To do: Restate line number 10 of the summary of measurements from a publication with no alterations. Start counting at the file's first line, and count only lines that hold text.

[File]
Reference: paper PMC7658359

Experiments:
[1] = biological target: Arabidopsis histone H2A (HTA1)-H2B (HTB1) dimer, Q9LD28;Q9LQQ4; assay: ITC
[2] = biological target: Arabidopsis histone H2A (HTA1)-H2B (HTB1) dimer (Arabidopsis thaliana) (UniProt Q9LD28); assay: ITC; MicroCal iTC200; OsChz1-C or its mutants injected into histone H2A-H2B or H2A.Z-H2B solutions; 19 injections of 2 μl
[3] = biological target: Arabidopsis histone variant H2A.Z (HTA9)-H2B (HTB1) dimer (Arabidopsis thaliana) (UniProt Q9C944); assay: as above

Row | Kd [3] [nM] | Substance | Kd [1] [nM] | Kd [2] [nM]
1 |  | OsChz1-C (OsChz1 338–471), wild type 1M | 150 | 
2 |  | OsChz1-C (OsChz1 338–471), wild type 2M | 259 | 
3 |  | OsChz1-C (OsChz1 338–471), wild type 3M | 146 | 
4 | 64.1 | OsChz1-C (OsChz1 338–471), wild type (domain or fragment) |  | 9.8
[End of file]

4 | 64.1 | OsChz1-C (OsChz1 338–471), wild type (domain or fragment) |  | 9.8